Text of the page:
.. DO NOT EDIT. .. THIS FILE WAS AUTOMATICALLY GENERATED BY SPHINX-GALLERY. .. TO MAKE CHANGES, EDIT THE SOURCE PYTHON FILE: .. "auto_examples/ensemble/plot_gradient_boosting_quantile.py" .. LINE NUMBERS ARE GIVEN BELOW. .. only:: html .. note:: :class: sphx-glr-download-link-note Click :ref:here  to download the full example code or to run this example in your browser via Binder .. rst-class:: sphx-glr-example-title .. _sphx_glr_auto_examples_ensemble_plot_gradient_boosting_quantile.py: ===================================================== Prediction Intervals for Gradient Boosting Regression ===================================================== This example shows how quantile regression can be used to create prediction intervals. .. GENERATED FROM PYTHON SOURCE LINES 10-12 Generate some data for a synthetic regression problem by applying the function f to uniformly sampled random inputs. .. GENERATED FROM PYTHON SOURCE LINES 12-25 .. code-block:: default import numpy as np from sklearn.model_selection import train_test_split def f(x): """The function to predict.""" return x * np.sin(x) rng = np.random.RandomState(42) X = np.atleast_2d(rng.uniform(0, 10.0, size=1000)).T expected_y = f(X).ravel() .. GENERATED FROM PYTHON SOURCE LINES 26-35 To make the problem interesting, we generate observations of the target y as the sum of a deterministic term computed by the function f and a random noise term that follows a centered log-normal _. To make this even more interesting we consider the case where the amplitude of the noise depends on the input variable x (heteroscedastic noise). The lognormal distribution is non-symmetric and long tailed: observing large outliers is likely but it is impossible to observe small outliers. .. GENERATED FROM PYTHON SOURCE LINES 35-39 .. code-block:: default sigma = 0.5 + X.ravel() / 10 noise = rng.lognormal(sigma=sigma) - np.exp(sigma ** 2 / 2) y = expected_y + noise .. GENERATED FROM PYTHON SOURCE LINES 40-41 Split into train, test datasets: .. GENERATED FROM PYTHON SOURCE LINES 41-43 .. code-block:: default X_train, X_test, y_train, y_test = train_test_split(X, y, random_state=0) .. GENERATED FROM PYTHON SOURCE LINES 44-56 Fitting non-linear quantile and least squares regressors -------------------------------------------------------- Fit gradient boosting models trained with the quantile loss and alpha=0.05, 0.5, 0.95. The models obtained for alpha=0.05 and alpha=0.95 produce a 90% confidence interval (95% - 5% = 90%). The model trained with alpha=0.5 produces a regression of the median: on average, there should be the same number of target observations above and below the predicted values. .. GENERATED FROM PYTHON SOURCE LINES 56-73 .. code-block:: default from sklearn.ensemble import GradientBoostingRegressor from sklearn.metrics import mean_pinball_loss, mean_squared_error all_models = {} common_params = dict( learning_rate=0.05, n_estimators=250, max_depth=2, min_samples_leaf=9, min_samples_split=9, ) for alpha in [0.05, 0.5, 0.95]: gbr = GradientBoostingRegressor(loss='quantile', alpha=alpha, **common_params) all_models["q %1.2f" % alpha] = gbr.fit(X_train, y_train) .. GENERATED FROM PYTHON SOURCE LINES 74-76 For the sake of comparison, we also fit a baseline model trained with the usual (mean) squared error (MSE). .. GENERATED FROM PYTHON SOURCE LINES 76-79 .. code-block:: default gbr_ls = GradientBoostingRegressor(loss='squared_error', **common_params) all_models["mse"] = gbr_ls.fit(X_train, y_train) .. GENERATED FROM PYTHON SOURCE LINES 80-82 Create an evenly spaced evaluation set of input values spanning the [0, 10] range. .. GENERATED FROM PYTHON SOURCE LINES 82-84 .. code-block:: default xx = np.atleast_2d(np.linspace(0, 10, 1000)).T .. GENERATED FROM PYTHON SOURCE LINES 85-88 Plot the true conditional mean function f, the predictions of the conditional mean (loss equals squared error), the conditional median and the conditional 90% interval (from 5th to 95th conditional percentiles). .. GENERATED FROM PYTHON SOURCE LINES 88-111 .. code-block:: default import matplotlib.pyplot as plt y_pred = all_models['mse'].predict(xx) y_lower = all_models['q 0.05'].predict(xx) y_upper = all_models['q 0.95'].predict(xx) y_med = all_models['q 0.50'].predict(xx) fig = plt.figure(figsize=(10, 10)) plt.plot(xx, f(xx), 'g:', linewidth=3, label=r'$f(x) = x\,\sin(x)$') plt.plot(X_test, y_test, 'b.', markersize=10, label='Test observations') plt.plot(xx, y_med, 'r-', label='Predicted median', color="orange") plt.plot(xx, y_pred, 'r-', label='Predicted mean') plt.plot(xx, y_upper, 'k-') plt.plot(xx, y_lower, 'k-') plt.fill_between(xx.ravel(), y_lower, y_upper, alpha=0.4, label='Predicted 90% interval') plt.xlabel('$x$') plt.ylabel('$f(x)$') plt.ylim(-10, 25) plt.legend(loc='upper left') plt.show() .. image:: /auto_examples/ensemble/images/sphx_glr_plot_gradient_boosting_quantile_001.png :alt: plot gradient boosting quantile :class: sphx-glr-single-img .. GENERATED FROM PYTHON SOURCE LINES 112-127 Comparing the predicted median with the predicted mean, we note that the median is on average below the mean as the noise is skewed towards high values (large outliers). The median estimate also seems to be smoother because of its natural robustness to outliers. Also observe that the inductive bias of gradient boosting trees is unfortunately preventing our 0.05 quantile to fully capture the sinoisoidal shape of the signal, in particular around x=8. Tuning hyper-parameters can reduce this effect as shown in the last part of this notebook. Analysis of the error metrics ----------------------------- Measure the models with :func:mean_squared_error and :func:mean_pinball_loss metrics on the training dataset. .. GENERATED FROM PYTHON SOURCE LINES 127-148 .. code-block:: default import pandas as pd def highlight_min(x): x_min = x.min() return ['font-weight: bold' if v == x_min else '' for v in x] results = [] for name, gbr in sorted(all_models.items()): metrics = {'model': name} y_pred = gbr.predict(X_train) for alpha in [0.05, 0.5, 0.95]: metrics["pbl=%1.2f" % alpha] = mean_pinball_loss( y_train, y_pred, alpha=alpha) metrics['MSE'] = mean_squared_error(y_train, y_pred) results.append(metrics) pd.DataFrame(results).set_index('model').style.apply(highlight_min) .. raw:: html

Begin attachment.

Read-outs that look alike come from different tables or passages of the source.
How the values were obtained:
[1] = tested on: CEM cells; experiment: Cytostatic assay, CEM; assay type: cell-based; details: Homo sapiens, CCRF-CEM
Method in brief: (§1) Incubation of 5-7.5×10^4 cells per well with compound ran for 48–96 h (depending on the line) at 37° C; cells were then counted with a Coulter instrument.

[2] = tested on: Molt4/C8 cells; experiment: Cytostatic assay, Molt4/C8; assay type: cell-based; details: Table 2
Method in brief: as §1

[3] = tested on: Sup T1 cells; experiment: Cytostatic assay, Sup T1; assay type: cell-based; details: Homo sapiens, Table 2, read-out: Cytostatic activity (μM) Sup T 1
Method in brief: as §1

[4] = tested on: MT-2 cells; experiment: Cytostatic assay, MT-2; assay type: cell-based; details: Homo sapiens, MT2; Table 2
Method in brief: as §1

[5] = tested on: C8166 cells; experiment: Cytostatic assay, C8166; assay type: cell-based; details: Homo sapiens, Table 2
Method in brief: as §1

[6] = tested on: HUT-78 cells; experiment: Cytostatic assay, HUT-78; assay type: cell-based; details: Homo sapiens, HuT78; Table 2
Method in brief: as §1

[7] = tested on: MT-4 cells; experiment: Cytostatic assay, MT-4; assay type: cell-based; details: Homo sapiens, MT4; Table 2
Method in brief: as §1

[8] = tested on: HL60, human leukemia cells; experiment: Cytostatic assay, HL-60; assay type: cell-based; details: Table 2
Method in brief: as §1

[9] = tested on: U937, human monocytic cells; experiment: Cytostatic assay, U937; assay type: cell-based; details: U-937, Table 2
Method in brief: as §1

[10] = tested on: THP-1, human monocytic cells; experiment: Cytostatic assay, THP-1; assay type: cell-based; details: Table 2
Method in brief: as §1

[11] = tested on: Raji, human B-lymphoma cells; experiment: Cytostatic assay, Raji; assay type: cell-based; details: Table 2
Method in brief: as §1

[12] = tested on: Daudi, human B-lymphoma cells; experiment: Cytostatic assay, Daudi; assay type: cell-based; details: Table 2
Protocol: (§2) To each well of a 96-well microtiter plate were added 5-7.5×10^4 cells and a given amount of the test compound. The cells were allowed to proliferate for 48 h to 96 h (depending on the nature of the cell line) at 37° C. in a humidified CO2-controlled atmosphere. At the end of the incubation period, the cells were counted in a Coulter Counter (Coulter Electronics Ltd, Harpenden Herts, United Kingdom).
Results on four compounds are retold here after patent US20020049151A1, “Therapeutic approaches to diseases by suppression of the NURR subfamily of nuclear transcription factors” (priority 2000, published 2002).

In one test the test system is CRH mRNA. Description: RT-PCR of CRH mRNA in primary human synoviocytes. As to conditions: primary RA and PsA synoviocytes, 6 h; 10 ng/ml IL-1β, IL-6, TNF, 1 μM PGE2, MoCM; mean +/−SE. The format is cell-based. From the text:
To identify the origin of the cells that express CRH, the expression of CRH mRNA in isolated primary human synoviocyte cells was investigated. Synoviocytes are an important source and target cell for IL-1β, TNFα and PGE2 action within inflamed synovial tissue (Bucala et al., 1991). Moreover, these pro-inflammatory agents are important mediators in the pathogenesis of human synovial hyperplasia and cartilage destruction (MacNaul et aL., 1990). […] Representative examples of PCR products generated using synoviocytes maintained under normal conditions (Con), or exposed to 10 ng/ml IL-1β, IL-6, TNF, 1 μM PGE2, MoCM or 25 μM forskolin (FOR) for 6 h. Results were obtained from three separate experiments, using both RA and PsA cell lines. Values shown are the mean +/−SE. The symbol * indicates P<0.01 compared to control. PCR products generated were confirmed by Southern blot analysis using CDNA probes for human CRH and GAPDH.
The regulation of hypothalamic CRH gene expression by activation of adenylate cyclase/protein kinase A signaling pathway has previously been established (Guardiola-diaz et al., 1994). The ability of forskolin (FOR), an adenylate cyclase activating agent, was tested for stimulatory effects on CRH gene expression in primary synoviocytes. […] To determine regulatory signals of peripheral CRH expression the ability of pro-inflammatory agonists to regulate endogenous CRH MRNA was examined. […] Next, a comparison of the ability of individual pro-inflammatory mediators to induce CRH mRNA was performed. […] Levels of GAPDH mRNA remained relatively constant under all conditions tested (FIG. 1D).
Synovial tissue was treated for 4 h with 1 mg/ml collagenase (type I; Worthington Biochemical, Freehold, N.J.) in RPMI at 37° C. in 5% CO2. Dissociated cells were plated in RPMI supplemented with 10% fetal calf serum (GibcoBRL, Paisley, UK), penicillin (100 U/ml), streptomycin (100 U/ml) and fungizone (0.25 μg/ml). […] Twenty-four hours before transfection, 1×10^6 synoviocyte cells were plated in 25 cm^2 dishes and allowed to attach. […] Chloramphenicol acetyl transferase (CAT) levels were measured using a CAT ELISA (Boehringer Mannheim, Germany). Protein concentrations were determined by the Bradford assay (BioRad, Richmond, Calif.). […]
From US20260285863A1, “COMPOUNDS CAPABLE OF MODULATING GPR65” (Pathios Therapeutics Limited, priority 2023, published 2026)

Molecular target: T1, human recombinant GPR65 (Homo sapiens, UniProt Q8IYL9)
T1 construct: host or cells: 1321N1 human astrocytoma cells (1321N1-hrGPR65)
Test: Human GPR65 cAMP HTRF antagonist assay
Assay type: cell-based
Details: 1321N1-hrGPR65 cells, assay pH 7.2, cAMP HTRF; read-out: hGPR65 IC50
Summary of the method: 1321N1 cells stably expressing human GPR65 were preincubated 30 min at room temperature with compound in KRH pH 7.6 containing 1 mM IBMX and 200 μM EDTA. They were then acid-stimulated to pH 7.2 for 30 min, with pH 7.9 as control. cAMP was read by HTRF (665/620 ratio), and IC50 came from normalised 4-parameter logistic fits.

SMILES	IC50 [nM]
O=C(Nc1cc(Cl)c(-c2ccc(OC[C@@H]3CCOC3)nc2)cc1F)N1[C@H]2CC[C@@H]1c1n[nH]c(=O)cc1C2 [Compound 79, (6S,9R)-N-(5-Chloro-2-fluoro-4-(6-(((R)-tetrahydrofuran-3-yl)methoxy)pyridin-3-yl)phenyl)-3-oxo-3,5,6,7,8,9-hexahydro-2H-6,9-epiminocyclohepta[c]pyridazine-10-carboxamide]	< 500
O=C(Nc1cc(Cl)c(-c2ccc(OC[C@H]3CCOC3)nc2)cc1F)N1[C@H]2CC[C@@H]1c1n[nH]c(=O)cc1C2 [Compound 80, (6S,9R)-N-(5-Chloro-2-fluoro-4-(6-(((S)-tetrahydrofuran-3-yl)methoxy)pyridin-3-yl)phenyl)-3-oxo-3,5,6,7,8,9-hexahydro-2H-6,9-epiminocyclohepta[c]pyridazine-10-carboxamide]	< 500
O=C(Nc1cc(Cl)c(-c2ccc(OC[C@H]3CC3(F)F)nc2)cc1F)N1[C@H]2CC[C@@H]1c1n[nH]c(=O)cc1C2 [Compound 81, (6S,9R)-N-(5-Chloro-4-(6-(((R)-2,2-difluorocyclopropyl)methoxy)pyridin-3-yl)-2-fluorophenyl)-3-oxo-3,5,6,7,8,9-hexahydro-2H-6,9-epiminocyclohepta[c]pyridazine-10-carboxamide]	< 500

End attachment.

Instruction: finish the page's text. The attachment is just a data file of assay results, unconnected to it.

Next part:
pbl=0.05 pbl=0.50 pbl=0.95 MSE